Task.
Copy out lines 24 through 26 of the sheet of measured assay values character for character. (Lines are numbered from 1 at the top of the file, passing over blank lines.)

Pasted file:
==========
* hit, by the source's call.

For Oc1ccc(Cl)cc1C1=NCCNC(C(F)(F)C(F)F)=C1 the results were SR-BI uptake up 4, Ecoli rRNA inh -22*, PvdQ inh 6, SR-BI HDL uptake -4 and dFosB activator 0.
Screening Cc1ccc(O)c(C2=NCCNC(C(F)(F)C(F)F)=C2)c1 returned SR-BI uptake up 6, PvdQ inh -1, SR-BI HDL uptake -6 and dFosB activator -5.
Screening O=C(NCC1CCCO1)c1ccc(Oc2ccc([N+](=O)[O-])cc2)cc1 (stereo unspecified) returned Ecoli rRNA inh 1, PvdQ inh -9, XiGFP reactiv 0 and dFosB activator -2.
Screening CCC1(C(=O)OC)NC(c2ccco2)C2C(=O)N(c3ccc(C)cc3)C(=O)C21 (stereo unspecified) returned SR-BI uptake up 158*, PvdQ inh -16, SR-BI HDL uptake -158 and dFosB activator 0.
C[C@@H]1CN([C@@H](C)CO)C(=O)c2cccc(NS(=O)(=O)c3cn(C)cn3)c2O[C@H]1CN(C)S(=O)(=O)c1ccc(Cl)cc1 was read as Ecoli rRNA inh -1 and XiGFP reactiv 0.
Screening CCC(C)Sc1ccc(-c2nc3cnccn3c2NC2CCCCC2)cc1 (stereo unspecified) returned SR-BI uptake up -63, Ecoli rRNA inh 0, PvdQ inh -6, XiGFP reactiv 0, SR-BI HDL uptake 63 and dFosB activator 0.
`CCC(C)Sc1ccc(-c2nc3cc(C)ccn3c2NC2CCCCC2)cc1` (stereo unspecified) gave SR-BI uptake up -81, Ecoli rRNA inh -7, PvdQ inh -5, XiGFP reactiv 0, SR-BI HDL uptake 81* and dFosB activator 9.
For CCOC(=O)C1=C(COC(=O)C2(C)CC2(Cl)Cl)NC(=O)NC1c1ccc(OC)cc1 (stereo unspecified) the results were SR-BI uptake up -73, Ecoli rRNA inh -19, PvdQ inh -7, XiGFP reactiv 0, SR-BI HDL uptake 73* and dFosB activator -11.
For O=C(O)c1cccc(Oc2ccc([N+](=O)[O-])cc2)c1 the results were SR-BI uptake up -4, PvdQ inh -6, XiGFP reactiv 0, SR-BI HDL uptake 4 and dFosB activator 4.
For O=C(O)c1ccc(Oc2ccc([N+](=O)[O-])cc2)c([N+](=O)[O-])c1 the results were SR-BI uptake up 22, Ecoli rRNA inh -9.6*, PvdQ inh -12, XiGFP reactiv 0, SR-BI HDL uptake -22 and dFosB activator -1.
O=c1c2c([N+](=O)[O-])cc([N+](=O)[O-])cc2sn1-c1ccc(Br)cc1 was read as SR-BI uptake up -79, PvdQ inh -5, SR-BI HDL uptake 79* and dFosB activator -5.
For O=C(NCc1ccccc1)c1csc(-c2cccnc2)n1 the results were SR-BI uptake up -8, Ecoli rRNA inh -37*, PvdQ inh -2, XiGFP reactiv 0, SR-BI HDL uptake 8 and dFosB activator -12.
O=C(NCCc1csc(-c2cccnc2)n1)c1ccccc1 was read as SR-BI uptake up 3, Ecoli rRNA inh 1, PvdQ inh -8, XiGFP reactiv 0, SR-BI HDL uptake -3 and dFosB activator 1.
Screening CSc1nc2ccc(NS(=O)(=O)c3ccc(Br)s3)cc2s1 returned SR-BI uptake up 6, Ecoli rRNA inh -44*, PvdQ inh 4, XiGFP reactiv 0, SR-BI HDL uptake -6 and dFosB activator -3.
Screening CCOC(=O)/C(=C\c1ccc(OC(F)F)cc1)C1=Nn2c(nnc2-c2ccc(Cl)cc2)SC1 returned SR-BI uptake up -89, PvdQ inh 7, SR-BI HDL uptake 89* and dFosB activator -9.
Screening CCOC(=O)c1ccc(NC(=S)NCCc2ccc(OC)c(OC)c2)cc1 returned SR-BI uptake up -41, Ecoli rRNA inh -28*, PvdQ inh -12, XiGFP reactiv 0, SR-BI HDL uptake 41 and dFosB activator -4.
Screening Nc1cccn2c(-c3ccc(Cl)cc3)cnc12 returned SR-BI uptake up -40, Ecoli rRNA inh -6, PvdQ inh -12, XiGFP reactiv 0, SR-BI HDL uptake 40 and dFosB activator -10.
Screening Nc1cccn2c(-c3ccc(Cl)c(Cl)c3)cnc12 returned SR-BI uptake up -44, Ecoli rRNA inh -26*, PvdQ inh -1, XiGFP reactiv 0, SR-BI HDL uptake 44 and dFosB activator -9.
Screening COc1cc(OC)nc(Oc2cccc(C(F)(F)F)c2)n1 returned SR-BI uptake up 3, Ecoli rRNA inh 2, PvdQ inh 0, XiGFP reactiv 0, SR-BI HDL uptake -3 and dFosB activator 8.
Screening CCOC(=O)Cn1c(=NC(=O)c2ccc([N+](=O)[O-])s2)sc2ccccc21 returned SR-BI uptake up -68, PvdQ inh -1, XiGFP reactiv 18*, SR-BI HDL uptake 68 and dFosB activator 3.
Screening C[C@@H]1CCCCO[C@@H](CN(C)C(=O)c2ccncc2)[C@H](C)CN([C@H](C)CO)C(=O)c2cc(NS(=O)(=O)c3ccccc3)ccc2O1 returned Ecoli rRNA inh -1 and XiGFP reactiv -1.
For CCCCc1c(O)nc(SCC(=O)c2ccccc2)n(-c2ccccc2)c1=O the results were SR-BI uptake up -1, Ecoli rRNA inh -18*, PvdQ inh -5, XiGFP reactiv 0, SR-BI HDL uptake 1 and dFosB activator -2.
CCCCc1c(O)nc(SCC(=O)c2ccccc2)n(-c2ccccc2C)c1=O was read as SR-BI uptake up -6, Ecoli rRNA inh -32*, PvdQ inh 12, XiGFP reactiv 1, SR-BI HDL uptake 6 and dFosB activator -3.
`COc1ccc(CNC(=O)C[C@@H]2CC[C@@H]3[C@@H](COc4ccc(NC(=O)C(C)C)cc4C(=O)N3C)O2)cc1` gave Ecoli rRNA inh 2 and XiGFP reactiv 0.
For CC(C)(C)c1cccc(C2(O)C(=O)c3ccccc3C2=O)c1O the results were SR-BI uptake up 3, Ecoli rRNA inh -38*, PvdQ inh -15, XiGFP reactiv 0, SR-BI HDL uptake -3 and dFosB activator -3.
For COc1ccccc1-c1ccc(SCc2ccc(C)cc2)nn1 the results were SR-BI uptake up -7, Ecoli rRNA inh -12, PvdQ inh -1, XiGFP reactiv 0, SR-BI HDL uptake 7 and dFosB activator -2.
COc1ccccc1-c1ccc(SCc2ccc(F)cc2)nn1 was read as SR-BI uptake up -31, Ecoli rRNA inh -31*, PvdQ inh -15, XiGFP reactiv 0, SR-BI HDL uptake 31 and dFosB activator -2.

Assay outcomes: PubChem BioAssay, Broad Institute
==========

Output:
CCCCc1c(O)nc(SCC(=O)c2ccccc2)n(-c2ccccc2C)c1=O was read as SR-BI uptake up -6, Ecoli rRNA inh -32*, PvdQ inh 12, XiGFP reactiv 1, SR-BI HDL uptake 6 and dFosB activator -3.
`COc1ccc(CNC(=O)C[C@@H]2CC[C@@H]3[C@@H](COc4ccc(NC(=O)C(C)C)cc4C(=O)N3C)O2)cc1` gave Ecoli rRNA inh 2 and XiGFP reactiv 0.
For CC(C)(C)c1cccc(C2(O)C(=O)c3ccccc3C2=O)c1O the results were SR-BI uptake up 3, Ecoli rRNA inh -38*, PvdQ inh -15, XiGFP reactiv 0, SR-BI HDL uptake -3 and dFosB activator -3.